CRISPR is a tool that allows scientists to splice and edit the DNA of any organism. The applications of this technology are almost limitless. On March 7, 2022, the US Food and Drug Administration (FDA) approved food products from two CRISPR-edited cattle and their offspring. The agency deemed that there was low risk in the marketing of such products and that the genomic alteration of these cattle raises no safety concerns.
This is the first time CRISPR-edited animals and only the third time that a genetically modified (GM) animal was approved by the FDA for food use.
The DNA of the cattle were modified so that they grow short coats. This makes them more resistant to climate change, as a shorter coat will help them adapt to warmer temperatures.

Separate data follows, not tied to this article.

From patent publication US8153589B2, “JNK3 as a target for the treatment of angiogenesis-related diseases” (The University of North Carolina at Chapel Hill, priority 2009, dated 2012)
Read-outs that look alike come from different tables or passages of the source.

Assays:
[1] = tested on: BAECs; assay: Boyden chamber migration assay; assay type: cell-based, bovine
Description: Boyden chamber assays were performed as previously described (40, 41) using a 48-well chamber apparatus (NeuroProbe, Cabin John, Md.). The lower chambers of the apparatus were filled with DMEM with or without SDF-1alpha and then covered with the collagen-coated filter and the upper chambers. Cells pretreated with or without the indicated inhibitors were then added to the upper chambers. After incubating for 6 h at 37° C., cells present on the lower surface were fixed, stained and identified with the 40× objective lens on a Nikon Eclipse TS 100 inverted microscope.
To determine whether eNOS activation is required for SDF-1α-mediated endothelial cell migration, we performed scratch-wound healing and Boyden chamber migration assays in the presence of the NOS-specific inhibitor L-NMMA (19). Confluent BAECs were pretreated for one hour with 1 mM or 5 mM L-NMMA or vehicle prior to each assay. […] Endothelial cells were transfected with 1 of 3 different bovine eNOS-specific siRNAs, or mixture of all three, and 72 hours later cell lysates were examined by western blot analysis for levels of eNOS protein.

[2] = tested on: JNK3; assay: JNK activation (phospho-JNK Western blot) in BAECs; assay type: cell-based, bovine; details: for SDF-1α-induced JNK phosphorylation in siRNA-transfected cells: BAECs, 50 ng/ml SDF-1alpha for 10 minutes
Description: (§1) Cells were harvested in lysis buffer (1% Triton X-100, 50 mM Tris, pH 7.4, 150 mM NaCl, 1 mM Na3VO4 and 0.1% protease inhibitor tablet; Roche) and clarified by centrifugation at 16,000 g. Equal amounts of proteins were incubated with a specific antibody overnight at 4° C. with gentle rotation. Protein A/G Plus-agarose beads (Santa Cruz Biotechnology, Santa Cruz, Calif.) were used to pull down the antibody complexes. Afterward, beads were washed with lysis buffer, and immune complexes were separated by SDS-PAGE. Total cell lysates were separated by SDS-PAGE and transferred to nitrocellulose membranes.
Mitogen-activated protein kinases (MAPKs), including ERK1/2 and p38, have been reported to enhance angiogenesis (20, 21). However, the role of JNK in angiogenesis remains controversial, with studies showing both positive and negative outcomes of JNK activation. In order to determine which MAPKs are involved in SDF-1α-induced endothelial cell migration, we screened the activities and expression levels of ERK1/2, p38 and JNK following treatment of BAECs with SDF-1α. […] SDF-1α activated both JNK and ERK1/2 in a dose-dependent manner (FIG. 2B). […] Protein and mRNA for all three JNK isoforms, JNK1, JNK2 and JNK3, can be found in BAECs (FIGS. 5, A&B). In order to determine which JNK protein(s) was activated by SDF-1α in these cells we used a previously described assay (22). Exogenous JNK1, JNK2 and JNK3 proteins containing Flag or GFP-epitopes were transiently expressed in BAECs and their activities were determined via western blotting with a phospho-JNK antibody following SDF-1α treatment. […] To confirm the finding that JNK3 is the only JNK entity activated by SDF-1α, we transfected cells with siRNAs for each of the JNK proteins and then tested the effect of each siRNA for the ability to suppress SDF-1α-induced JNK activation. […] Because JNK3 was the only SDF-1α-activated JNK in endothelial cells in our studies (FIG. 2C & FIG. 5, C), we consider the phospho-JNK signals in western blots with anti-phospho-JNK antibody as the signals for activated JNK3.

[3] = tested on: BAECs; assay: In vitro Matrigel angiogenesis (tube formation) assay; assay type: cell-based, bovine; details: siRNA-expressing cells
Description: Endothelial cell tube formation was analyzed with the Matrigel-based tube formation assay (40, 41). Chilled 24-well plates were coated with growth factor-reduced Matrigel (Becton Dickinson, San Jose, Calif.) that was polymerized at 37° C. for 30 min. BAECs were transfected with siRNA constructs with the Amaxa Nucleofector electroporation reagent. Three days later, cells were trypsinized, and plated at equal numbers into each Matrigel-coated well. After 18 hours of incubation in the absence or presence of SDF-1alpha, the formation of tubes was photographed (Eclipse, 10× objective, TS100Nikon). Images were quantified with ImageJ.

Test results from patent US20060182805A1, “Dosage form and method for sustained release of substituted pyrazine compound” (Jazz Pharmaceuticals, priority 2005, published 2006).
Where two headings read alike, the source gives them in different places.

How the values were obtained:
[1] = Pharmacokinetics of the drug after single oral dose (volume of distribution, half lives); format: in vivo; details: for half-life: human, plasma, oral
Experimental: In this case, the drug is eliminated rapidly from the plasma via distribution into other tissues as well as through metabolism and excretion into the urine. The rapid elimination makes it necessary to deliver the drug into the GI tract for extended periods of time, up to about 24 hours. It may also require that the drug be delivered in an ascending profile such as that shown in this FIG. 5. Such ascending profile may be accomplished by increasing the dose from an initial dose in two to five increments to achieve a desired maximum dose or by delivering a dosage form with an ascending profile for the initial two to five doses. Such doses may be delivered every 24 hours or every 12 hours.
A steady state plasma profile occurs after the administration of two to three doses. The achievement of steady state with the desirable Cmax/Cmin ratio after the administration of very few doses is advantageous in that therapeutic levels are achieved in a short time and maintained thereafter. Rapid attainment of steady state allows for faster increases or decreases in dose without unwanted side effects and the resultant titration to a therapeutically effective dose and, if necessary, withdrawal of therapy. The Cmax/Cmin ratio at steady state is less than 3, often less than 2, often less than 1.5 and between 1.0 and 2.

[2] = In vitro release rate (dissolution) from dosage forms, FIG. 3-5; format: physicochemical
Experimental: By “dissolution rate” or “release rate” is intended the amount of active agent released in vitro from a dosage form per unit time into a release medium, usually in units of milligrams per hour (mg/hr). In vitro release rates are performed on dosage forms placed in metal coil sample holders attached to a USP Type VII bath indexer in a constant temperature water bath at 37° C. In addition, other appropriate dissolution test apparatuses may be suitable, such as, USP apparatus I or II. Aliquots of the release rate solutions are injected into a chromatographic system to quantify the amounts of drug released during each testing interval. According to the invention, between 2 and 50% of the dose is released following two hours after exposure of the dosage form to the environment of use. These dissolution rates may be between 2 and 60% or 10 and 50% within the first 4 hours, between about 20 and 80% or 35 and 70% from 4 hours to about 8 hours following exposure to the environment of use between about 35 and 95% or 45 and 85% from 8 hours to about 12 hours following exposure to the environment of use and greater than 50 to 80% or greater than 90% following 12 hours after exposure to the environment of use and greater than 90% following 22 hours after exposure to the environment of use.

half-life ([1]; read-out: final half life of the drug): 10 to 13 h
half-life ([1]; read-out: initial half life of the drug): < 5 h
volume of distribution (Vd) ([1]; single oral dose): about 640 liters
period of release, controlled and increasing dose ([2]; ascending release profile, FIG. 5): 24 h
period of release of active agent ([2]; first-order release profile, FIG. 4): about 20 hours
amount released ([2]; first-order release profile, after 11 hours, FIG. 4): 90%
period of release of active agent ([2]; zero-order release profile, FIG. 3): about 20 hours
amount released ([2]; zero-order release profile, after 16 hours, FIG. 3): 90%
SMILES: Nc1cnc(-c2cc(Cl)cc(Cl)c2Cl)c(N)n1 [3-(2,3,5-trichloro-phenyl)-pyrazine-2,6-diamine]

The Alliance of Science from Cornell University noted that the use of these GM cattle were approved in record time, with the proposal and approval only taking two years. In contrast, the FDA took two decades before it approved the first two GM animals for food use. The reason for this quick turnaround is because unlike the first two GM animals, the inserted gene that allowed the cattle to produce short coats could be introduced to cattle by natural breeding.
Recombinetics, the company behind the GM cattle, expects their products to hit the market within two years if the market is ready for it. It is worth noting that though the FDA took 25 years to approve AquAdvantage salmon, the first GM animal approved for food use, most major US retailers do not sell the product due to pressure from anti-GMO groups.